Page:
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COVID: India's vaccine-related decisions based on scientific evidence, says Dr NK Arora

By Shalini Bhardwaj | Updated: May 24, 2021 23:52 IST


New Delhi [India], May 24 (ANI): National Technical Advisory Group on Immunisation (NTAGI) Chairman Dr NK Arora on Monday said India's vaccine-related decisions are based on scientific evidence.
"We use scientific evidence and make the best use of vaccines which we are using at the moment. We are not just trying to have the best efficacy but also trying to see that the country is protected from various variants and waves of corona going forward. We know corona will stay for some time and we want to ensure that the people are adequately protected. Here, I must also say that the vaccine shortage is only for the next six weeks," said Dr Arora.
According to recommendations by NTAGI, there are two studies -- one is from the UK and the other is from the USA -- both studies are suggesting that after SARS-CoV-2 infection, people develop antibodies and the chances of reinfection get reduced by 84-91 per cent reduction in the ensuing 6-7 months.
So, there is this evidence that if somebody has a proven infection, there is reasonable protection from reinfection.
He said India's decision is based upon the studies of the Indian data of 1.400 individuals that showed that after 102 days, the risk of reinfection is only 4.5 per cent.
"We know from July onwards the manufacturing of Covaxin and Covishield will increase 20-25 crore doses per month. In addition, we will be having other vaccines also Like Zydus Cadila, Sputnik V, Johnson & Johnson in coming months," said Dr Arora.
NTAGI recommended that the natural COVID infection need to be used as a further boost to the effectiveness of the COVID vaccines. It said persons having laboratory tests proven SARS-CoV-2 illness should defer the COVID-19 vaccination for 12 weeks after recovery.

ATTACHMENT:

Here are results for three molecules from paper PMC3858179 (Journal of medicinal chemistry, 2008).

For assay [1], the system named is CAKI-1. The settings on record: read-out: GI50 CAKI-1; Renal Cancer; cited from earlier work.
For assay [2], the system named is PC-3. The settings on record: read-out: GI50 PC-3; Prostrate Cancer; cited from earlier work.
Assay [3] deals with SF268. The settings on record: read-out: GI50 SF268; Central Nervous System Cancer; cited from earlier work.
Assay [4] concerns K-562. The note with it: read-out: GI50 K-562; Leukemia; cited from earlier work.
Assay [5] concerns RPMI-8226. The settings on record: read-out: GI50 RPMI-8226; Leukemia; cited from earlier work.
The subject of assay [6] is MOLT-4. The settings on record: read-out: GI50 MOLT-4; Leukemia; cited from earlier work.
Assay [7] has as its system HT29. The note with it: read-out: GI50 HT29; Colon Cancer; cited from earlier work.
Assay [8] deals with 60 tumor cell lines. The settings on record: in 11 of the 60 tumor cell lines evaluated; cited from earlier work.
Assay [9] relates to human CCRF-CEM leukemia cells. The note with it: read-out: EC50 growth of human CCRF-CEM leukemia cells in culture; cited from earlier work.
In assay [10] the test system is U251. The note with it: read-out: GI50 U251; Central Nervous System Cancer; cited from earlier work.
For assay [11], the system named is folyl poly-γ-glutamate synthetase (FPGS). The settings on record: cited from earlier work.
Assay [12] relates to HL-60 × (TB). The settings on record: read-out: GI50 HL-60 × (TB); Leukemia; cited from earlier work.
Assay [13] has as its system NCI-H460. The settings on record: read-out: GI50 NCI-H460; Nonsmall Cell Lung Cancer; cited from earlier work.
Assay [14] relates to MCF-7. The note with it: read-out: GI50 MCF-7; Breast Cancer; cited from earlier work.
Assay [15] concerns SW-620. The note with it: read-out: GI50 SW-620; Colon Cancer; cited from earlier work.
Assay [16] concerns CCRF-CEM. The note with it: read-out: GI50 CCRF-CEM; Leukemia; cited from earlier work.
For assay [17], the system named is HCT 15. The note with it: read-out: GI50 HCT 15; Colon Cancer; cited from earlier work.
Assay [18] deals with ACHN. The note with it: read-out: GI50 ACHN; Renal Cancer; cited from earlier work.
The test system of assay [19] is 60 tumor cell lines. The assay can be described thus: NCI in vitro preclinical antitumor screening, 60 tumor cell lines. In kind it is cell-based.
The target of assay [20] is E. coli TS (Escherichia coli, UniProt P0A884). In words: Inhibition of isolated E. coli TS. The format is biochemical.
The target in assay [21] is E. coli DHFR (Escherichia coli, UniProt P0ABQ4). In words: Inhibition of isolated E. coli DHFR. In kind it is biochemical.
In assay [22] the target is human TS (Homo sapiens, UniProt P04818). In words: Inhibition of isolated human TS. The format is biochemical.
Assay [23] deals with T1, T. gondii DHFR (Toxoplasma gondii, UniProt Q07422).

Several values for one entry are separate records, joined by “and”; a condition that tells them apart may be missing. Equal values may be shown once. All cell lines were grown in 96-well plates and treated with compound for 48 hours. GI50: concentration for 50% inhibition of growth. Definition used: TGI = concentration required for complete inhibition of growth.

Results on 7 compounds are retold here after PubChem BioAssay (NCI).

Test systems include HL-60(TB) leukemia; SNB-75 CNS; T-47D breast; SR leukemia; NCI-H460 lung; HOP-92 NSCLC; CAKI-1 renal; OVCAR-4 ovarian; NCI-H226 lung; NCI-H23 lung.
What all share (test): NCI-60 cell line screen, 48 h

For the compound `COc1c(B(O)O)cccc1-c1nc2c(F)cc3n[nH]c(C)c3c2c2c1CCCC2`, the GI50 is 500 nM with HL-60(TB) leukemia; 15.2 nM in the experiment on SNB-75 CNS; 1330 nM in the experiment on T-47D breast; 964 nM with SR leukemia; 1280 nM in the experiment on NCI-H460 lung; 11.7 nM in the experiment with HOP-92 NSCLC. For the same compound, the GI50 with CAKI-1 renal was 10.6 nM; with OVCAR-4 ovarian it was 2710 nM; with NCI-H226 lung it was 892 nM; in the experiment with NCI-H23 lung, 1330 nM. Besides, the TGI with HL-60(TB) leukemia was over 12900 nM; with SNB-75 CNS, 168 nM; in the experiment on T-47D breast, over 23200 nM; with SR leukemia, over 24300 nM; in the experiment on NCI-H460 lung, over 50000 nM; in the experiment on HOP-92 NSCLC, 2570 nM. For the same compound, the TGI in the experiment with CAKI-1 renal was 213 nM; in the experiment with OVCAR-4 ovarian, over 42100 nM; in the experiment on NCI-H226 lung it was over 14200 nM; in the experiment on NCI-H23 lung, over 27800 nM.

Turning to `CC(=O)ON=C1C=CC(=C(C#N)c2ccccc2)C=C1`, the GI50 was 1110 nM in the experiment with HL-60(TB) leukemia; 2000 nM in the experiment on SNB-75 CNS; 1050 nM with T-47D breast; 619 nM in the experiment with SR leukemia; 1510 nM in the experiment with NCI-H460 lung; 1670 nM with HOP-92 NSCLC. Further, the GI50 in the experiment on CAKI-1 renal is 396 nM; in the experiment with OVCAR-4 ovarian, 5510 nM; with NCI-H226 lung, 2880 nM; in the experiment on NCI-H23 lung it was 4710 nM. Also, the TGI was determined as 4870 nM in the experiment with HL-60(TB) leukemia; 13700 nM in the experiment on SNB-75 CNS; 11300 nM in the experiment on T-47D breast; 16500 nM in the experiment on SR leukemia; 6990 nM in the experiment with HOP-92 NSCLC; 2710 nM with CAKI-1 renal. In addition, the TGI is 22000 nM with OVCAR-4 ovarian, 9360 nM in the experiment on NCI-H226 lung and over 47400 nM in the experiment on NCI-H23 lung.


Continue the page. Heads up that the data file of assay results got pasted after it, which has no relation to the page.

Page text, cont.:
The National Expert Group on Vaccine Administration for COVID-19 (NEGVAC) on Wednesday had recommended that the COVID vaccination should be deferred by three months after clinical recovery of the illness.
According to the Union Ministry of Health and Family Welfare, NEGVAC's fresh recommendations were based on the evolving situation of the COVID-19 pandemic and emerging global scientific evidence and experience.
For COVID patients, who have been given anti-SARS-2 monoclonal antibodies or convalescent plasma, the vaccination should be deferred by three months from the date of discharge from the hospital, said NEGVAC.
NEGVAC's new recommendations further say if a person gets infected with COVID post administration of the first dose of the vaccine, the second dose should be deferred by three months after clinical recovery from the illness.
It is recommended that an individual can donate blood after 14 days of either receipt of the COVID vaccine or testing RT-PCR negative if suffering from COVID-19 disease. NEGVAC further clarified that there is no requirement for screening of the vaccine recipients by Rapid Antigen Test (RAT) prior to COVID vaccination.
The expert panel had said persons with any other serious general illness requiring hospitalisation or ICU care should also wait for 4-8 weeks before getting the COVID-19 vaccine. (ANI)

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